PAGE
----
We've been listening to it for the past two days on repeat. Maybe you've already heard it, maybe you haven't. Either way, time to hit play.

Monday, April 18, 2011

Supergrass: Road To Rouen

Every now and again, a record comes along that defies the catalog of its creator. It presents a new sound, or an old sound in a new light. Most importantly, it takes that artist to a new level, because it exposes depth in their work that had previously been absent or unknown. When we were driving from Dallas to New Orleans with an old friend, Road To Rouen was dropped in the CD player, and that's exactly what happened. The record takes the rock and roll prowess of Supergrass, and veils it a completely new feel for the band. Loaded with orchestration, acoustic guitars, and subtle production choices, the record truly opened our eyes to another side of the British three-piece.

From the opening salvos of the record, it's clear that the band is on a new track: "Tales Of Endurance (Parts 4,5 & 6) opens with a loan acoustic guitar, and builds around waves of orchestration. It's only at the three and a half minute mark that the band finally kicks into their experienced rock groove. When they finally do, it's built upon a much stronger sonic foundation that leads to an unexpected complexity. In other words: awesome.

From there, the band falls into an easy groove, with tracks that focus more on a restrained groove than on balls-to-the wall rock. "St. Petersberg" and "Sad Girl" are both keyboard driven sonic candy, and they lead easily into the record's next true rock and roll moment with "Roxy". Even at it's most rocking, the track still rests more upon orchestration and space than it does on edgy guitars.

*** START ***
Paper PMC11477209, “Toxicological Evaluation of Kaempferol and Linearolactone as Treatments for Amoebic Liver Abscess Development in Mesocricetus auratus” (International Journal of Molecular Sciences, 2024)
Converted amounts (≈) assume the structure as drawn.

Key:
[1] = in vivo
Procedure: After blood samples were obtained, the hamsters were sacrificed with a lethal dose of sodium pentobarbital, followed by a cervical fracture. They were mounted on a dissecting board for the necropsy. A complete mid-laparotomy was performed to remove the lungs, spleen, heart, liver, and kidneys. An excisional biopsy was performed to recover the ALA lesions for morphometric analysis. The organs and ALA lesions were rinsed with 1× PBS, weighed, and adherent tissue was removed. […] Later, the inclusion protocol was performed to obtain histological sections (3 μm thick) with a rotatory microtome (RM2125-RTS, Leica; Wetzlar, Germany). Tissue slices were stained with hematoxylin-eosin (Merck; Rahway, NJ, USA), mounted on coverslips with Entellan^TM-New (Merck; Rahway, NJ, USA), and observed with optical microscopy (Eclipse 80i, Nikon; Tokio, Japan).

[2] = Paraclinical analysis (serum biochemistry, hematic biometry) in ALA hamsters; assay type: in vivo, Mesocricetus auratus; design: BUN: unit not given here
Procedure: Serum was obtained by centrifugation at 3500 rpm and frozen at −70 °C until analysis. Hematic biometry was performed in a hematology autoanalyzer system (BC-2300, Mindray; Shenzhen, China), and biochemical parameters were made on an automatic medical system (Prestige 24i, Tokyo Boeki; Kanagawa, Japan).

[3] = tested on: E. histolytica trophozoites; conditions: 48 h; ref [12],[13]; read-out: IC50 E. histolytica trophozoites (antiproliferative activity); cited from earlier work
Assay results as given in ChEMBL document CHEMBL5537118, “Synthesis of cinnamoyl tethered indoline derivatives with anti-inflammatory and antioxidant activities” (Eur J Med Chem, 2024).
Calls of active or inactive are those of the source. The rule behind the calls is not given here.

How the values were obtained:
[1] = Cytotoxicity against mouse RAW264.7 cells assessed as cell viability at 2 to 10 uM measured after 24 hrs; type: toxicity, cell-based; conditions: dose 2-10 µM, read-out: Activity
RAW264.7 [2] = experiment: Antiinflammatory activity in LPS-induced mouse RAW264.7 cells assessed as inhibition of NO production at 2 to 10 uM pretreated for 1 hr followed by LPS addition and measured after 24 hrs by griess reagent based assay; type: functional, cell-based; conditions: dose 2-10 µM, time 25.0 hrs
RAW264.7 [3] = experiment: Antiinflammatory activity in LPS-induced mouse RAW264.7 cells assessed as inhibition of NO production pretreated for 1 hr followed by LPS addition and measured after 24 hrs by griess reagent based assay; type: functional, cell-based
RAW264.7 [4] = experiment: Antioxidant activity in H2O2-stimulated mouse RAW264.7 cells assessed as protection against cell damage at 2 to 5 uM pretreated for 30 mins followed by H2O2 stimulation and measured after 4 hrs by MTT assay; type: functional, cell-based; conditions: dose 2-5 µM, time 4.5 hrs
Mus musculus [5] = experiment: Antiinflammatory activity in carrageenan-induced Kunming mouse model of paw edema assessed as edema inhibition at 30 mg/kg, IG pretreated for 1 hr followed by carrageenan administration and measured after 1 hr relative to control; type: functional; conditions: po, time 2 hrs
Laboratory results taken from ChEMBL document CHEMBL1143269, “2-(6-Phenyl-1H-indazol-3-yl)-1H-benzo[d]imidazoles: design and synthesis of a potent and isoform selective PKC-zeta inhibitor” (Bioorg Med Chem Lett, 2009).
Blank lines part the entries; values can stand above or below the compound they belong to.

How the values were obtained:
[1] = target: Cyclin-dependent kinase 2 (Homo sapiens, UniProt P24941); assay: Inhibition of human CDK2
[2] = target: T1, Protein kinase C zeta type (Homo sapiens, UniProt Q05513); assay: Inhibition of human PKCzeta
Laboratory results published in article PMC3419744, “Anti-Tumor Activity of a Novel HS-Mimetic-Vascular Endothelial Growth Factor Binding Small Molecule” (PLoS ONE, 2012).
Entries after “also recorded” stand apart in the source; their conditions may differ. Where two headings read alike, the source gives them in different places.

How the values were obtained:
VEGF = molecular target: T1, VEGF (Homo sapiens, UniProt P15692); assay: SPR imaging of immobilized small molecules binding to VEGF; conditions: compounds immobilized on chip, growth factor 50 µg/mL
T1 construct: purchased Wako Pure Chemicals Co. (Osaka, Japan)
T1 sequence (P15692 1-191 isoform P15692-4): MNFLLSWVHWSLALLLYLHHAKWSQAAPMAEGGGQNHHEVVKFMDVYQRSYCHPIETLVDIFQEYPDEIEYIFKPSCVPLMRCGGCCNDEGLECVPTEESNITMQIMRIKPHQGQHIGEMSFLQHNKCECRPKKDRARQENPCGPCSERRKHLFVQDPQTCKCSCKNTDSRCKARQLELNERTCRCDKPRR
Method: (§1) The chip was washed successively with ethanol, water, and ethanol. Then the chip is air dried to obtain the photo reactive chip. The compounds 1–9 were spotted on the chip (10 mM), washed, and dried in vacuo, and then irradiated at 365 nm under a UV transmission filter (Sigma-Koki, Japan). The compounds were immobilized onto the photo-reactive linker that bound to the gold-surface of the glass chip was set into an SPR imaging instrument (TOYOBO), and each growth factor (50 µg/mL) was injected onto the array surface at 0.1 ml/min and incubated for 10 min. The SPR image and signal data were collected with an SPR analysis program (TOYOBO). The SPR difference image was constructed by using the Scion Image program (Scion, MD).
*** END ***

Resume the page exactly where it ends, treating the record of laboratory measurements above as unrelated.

The second half of the record opens with the campy "Coffee In The Pot", sounding like it could have easily drifted out of 1950's LA, and definitely in a good way. Ironically, the record's title track is perhaps its most rocking moment, with riffs that recall Zeppelin, and a vibe that is as straight ahead as can be. Fittingly, the next track is titled "Kick In The Teeth", and continues "Rouen"'s rocking vibe with a lead guitar line reminiscent of The Beatles' "Day Tripper" and a bridge with vocal harmonies to match.

From there the record reenters its world of self-restraint, and "Low C" and "Fin" wrap things up by returning to the album's centering sonic subtleties. It takes a great deal of talent to slow things down and still keep them interesting. Moreover, leaving behind a tried and true sonic formula is not always an effort that pays off in full. Thankfully, on Road To Rouen, it does so and then some. Supergrass manage to leave behind their aping of early 70's glam, and instead use that (along with some 60's underpinnings) as fuel for a creative fire that is clearly their own.

For many Supergrass fans, Road To Rouen was a bit of a departure, and not necessarily welcome one. The band would return to form with Diamond Hoo Ha, and later break up, never to venture into the sonic realms of Rouen again. To our ears, that's an unfortunate misstep. The record has become a regular on our playlist, and if we had a follow up, we're pretty sure it might get just as much attention. For now, we'll have to be happy with what we've got, and sit down for another listen.

Friday, April 15, 2011

Record Store Day: Hippies Are Dead Roundup

What's that? You're just as stoked as we are that tomorrow's Record Store Day!?!? Glad to hear it! As you may know, this lovely blog has spun itself off into a record label, and as such, we're heavily involved in tomorrow's festivities.